int lastButton2State = LOW;

This section includes the Neopixel library that provides the control methods for the lights. The LED pin on the Gemma is 1, and the buttons are on 0 and 2. If you are using a different Arduino or wiring scheme, change these here. Finally, we store the last state of each of the buttons so that we don't continuously trigger the button behavior if you hold down the button. We only want that to happen once per click.

int ledCount = 56;

// Parameter 1 = number of pixels in strip
// Parameter 2 = pin number (most are valid)
// Parameter 3 = pixel type flags, add together as needed:
// NEO_KHZ800 800 KHz bitstream (most NeoPixel products w/WS2812 LEDs)
// NEO_KHZ400 400 KHz (classic 'v1' (not v2) FLORA pixels, WS2811 drivers)
// NEO_GRB Pixels are wired for GRB bitstream (most NeoPixel products)
// NEO_RGB Pixels are wired for RGB bitstream (v1 FLORA pixels, not v2)
Adafruit_NeoPixel strip = Adafruit_NeoPixel(ledCount, LED, NEO_GRB + NEO_KHZ800);

I used 56 LEDs in my build, so I set that as a variable. The strip object is initialized to 56 LEDs, the defined LED pin, and the values for Gemma and WS2812b type LEDs.

uint32_t colors[5] = {strip.Color(255, 255, 0), // yellow
strip.Color(127, 0, 255), // purple
strip.Color(0, 255, 0), // green
strip.Color(255, 0, 0), // red
strip.Color(0, 0, 255)}; // blue

int currentColor = 0;
int maxColor = 5;
int defaultBrightness = 50;

I decided to use 5 colors in the cycle. Yellow is the standard color, Zelda wears purple, and the rest just looked cool. The currentColor and maxColor values allow us to cycle through the 5 colors. The max brightness is 255, so I set it to 50 to allow a lot of room to grow in the fire mode.

void setup() {
// initialize the pushbutton pin as an input:

for (int i = 0; i < ledCount; i++)
strip.setPixelColor(i, colors[currentColor]);
// Get brighter
for (int i = 5; i < defaultBrightness; i += 2)

This is the method called when the bow is turned on. It initializes the buttons and the lights, sets the color to yellow, and gradually increases the brightness from 0 to 50.

void loop(){
for (int i = 0; i < 2000; i++)
int button1State = digitalRead(BTN1);

if (button1State != lastButton1State)
lastButton1State = button1State;

if (button1State == LOW)

int button2State = digitalRead(BTN2);

if (button2State != lastButton2State)
lastButton2State = button2State;

if (button2State == LOW)


This is where the Arduino will will looping most of the time, waiting for a button press. I wanted the buttons to be responsive, so it checks for button clicks for about 10 seconds (2000 iterations times a 5ms delay) before it shows the idle pulse effect. If a button is pressed, it shows that effect before returning to this method and continuing the loop.

void pulse()
// Get slightly dimmer
for (int i = defaultBrightness; i > defaultBrightness / 2; i -= 5)

// Get brighter
for (int i = defaultBrightness / 2; i < defaultBrightness; i += 5)

This is the idle effect. We want it to be fast so that we don't miss a button click. It steps the brightness down by 5 every 50ms until it gets to half of the idle brightness, then returns to normal.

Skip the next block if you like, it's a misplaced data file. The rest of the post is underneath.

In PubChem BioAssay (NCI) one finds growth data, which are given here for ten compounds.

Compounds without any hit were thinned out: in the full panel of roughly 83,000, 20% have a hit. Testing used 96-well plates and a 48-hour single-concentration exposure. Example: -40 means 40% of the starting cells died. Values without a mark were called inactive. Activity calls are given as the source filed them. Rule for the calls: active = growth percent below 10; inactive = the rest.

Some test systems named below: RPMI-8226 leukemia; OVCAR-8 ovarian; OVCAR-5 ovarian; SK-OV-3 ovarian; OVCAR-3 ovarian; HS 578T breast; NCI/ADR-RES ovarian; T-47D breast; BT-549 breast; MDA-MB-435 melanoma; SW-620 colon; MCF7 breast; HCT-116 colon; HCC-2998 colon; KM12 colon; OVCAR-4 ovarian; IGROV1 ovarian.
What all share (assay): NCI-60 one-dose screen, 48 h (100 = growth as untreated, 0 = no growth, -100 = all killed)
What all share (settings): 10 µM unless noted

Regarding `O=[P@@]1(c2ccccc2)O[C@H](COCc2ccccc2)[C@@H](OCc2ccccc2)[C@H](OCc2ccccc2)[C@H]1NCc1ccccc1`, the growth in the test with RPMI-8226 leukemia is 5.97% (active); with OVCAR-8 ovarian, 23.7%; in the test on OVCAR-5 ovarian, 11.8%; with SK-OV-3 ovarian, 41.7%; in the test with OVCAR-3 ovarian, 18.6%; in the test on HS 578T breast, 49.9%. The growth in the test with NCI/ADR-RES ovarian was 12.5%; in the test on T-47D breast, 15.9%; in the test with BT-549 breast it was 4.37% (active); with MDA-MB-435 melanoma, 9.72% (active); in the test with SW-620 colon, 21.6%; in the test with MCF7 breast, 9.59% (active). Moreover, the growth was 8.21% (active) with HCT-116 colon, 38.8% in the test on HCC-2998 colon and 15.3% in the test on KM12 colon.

void changeColor()

if (currentColor == maxColor)
currentColor = 0;

int i1 = 2;
int i2 = 27;
int i3 = 28;
int i4 = 55;

// Loop through and change color
for (int i = 0; i < 14; i++)
// Set colors
strip.setPixelColor(i1, colors[currentColor]);
strip.setPixelColor(i2, colors[currentColor]);
strip.setPixelColor(i3, colors[currentColor]);
strip.setPixelColor(i4, colors[currentColor]);

// Update iterators
if (i == 3)
i1 = 1;
else if (i == 4)
i1 = 6;
else if (i == 5)
i1 = 0;
else if (i == 6)
i1 = 7;


// Update and wait a bit;

When the color change button is clicked, the LEDs are changed to the next color in the loop. I made the lights start at the middle of the bow and quickly change color in a domino effect going outwards. This piece of code is weird because the lights are in a long string, but we have divided them into 4 sections. The first section is wired differently from the other 3 sections, so the i1 iterator needs special handling to follow the correct order.

void fireArrow()
// Get slightly dimmer
for (int i = defaultBrightness; i > 20; i -= 5)

// Get brighter
for (int i = 20; i < 250; i += 5)

// Stay bright a bit

// Get dimmer
for (int i = 250; i > defaultBrightness; i -= 10)

Finally, the fire effect sets the bow to full brightness for just shy of a second, then dims back down to idle.

Hopefully all of this makes sense. If you want to modify the colors or effects, it should be fairly easy to adjust them.

Step 8: Assemble

Once all of the electronics and in place and working, simply snap everything in place which is easy since everything is magnetized. Your bow is ready to be used!

Not pictured is the bow string. I plan on using simple elastic string for this for visual effect and so that it doesn't put much pressure on the bow pieces.

I'm happy with how this prop turned out and I think it will look great with my wife's Zelda costume. Tell me if you have any ideas for improvements or if you have any questions on things I missed or didn't explain in enough detail.


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Halloween Props Contest 2015

First Prize in the
Halloween Props Contest 2015